You know that’s where its headed, right? Someone will come up with a body makeover machine and people will buy it! Maybe body makeover machines is a little far-fetched or maybe not…..
Just Google the words “diet, weight loss and fat burn supplements” and see what the results give you. People are buying all kinds of crazy stuff to lose weight, sometimes to their health’s detriment.
Its nothing new. Generally speaking, people have always looked for something quick to fix their overweight problem. Companies’ rich bank accounts tell me that people continue to buy lies and half-truths when it comes to losing weight. And, the overweight and obesity problem continues.
This tried and true method to transform your body to lean takes too long for many: healthy managed nutrition, regular exercise and healthy lifestyle habits. It requires the real, long-term commitment that some are unwilling to make and make happen.
Let the failed history of quick weight loss fixes teach you a lesson. Invest in your body the right way to get real, long-term, successful, body changing results.
Take a Look at some of the History over 100 years…..
● 1917 – Diet and Health is first published by Lulu Hunt Peters, a chronically overweight person. Peters teaches readers about “calories,” a term previously used only in physics, and advises a
low-fat, high-carbohydrate diet.
● 1930’s – Movie stars popularize the Hollywood 18-Day Diet. It consists of grapefruit, melba toast, green vegetables and boiled eggs.
● 1939 – Miracle diet pills, a.k.a. amphetamines, generate sales of $30 million annually before the FDA steps in. Bathing-suit ad slogan: “Suit by Jantzen. Body by Dexaspan.”
● 1951-1952 – The New York Times claims overweight is our number-one health problem.
● 1959 – The New York Times now reports that Americans suffer “a dieting neurosis.” Gallup Poll finds 72 percent of dieters are women. Metracal, the first liquid diet proclaims: “Not one of the top 50 U.S. corporations has a fat president.” Girdle sales reach record highs.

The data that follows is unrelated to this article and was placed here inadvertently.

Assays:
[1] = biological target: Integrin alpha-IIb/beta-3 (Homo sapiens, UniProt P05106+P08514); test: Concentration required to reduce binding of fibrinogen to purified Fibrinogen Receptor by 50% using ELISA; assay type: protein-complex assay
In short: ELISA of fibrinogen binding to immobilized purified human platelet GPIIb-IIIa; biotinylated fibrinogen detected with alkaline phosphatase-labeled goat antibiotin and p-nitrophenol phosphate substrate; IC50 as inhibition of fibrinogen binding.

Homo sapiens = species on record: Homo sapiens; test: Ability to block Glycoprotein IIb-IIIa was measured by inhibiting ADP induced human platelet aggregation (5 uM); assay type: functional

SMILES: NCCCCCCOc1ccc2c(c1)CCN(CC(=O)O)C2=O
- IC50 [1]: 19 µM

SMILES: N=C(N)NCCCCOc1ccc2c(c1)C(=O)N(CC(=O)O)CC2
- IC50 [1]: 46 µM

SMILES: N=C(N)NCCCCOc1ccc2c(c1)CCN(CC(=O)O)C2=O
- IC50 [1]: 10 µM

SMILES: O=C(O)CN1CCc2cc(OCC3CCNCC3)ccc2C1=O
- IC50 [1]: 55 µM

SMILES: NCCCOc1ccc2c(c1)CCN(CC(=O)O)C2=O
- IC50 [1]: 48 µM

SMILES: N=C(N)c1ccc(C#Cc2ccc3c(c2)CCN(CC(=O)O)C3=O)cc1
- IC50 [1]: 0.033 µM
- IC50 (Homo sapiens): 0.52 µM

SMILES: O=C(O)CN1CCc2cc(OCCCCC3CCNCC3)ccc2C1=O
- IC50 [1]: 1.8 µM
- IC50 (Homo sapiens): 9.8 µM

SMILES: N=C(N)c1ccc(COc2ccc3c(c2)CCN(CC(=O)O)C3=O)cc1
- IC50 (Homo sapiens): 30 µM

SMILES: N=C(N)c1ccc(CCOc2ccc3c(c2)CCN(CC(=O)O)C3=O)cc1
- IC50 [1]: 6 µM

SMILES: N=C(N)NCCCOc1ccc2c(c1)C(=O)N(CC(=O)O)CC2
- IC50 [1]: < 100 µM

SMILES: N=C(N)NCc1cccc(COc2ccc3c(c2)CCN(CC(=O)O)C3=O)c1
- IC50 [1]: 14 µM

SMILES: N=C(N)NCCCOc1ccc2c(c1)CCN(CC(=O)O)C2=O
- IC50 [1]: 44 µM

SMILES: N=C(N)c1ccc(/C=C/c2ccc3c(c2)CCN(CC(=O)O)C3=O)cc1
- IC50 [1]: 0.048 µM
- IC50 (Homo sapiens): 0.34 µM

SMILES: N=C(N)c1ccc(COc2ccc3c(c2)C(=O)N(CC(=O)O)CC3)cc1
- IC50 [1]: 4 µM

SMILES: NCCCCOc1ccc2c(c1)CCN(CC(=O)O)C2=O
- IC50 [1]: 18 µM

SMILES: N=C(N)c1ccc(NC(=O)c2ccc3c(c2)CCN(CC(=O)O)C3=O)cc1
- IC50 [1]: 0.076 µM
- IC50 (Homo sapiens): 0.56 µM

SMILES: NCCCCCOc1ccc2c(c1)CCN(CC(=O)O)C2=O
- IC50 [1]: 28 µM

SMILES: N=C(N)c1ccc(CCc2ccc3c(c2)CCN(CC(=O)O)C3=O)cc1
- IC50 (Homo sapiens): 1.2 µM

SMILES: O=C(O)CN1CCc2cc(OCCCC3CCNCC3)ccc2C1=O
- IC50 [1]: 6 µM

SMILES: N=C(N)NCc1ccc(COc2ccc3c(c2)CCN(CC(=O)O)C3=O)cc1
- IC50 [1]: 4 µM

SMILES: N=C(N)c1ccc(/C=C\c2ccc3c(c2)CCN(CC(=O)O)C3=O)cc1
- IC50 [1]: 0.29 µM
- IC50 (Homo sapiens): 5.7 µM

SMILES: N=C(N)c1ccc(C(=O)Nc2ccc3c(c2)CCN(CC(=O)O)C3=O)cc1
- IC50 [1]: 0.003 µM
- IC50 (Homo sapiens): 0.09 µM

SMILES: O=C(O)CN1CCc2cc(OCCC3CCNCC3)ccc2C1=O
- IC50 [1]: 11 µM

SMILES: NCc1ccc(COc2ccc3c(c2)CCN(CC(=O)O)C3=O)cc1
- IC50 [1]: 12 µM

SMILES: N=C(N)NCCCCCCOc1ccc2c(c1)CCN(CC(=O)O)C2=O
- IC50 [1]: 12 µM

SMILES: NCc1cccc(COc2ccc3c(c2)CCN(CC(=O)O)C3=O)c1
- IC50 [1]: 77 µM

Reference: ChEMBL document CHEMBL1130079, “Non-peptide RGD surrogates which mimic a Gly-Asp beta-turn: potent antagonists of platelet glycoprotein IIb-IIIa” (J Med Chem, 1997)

● 1960 – Stillman Diet, requiring eight glasses of water and filet mignon every day, is introduced. Overeaters Anonymous, inspired by AA is founded.
● 1963 – Coca-Cola introduces TAB. However, men won’t drink from a pink can.
● 1967 – Twiggy, 5’7″ and 91 lbs., appears on cover of Vogue four times. By 1970, Seventy percent of American families using low-cal products; 10 billion amphetamines manufactured annually.
● 1982 – John Hopkins University researchers calculate that Americans have swallowed more than 29,068 “theories, treatments and outright schemes to lose weight.” NFL endorses Diet Coke for men.
● 1992 – The National Institutes of Health champions moderation and daily exercise as the best diet. Extreme obesity is declared a disease.
● 1995 – Fen-Phen (fenfluramin and phentermine) introduced to the market place as the new magic pill solution to weight-loss
● 1997 – Mayo Clinic releases report claiming fen-phen causes heart valve deterioration and possible permanent brain cell damage. Manufacturer voluntarily withdraws fen-phen and Redux from the market.
● 2000 – American Home Products continues to defend against more than 2,000 class action suits brought against the company by parties claiming damaged from the company’s fen-phen-based products.
● 2002 – Atkins returns along with South Beach Diet as they, and other low-carb diets, become the new trend in weight-loss. Body Solutions, another quick-fix diet pill, files bankruptcy.
● 2003 – Ephedra-based products are banned in California and other states as research points to overuse and abuse causing serious injury and or death. Obesity reaches highest levels in U.S. history.
● 2004 – Cortislim is charged by the FTC for “claiming, falsely and without substantiation, that their products can cause weight loss and reduce the risk of, or prevent, serious health conditions.”
● 2006 – Hoodia, a plant-based appetite suppressant, begins heavy marketing to U.S. markets without much success.
● 2007 – TrimSpa agrees to pay $1.5 million in January to settle allegations of false and misleading advertising brought by the Federal Trade Commission. In February, TripSpa spokesmodel, Ana Nicole Smith is found dead from a drug overdose.
● 2010 – New diet drugs awaiting FDA approval include: Lorcaserin, Qnexa and Contrave.
● 2010/2011 – Obesity reaches new record levels in U.S. as 12 million Americans are considered severely obese, defined as more than 100 pounds overweight. Costs are estimated at $147 billion per year.
● 2012/2013 – Raspberry Ketones are touted as the new “Fat Burners” of choice and endorsed by celebrities and celebrity doctors (Dr. Oz) on television. No studies have been conducted with humans that this product achieves any results whatsoever.
These are just a few of the weight loss products introduced over the years. Its confusing and frankly a little sad. And, the new miracle products are not going to stop. Don’t buy in……
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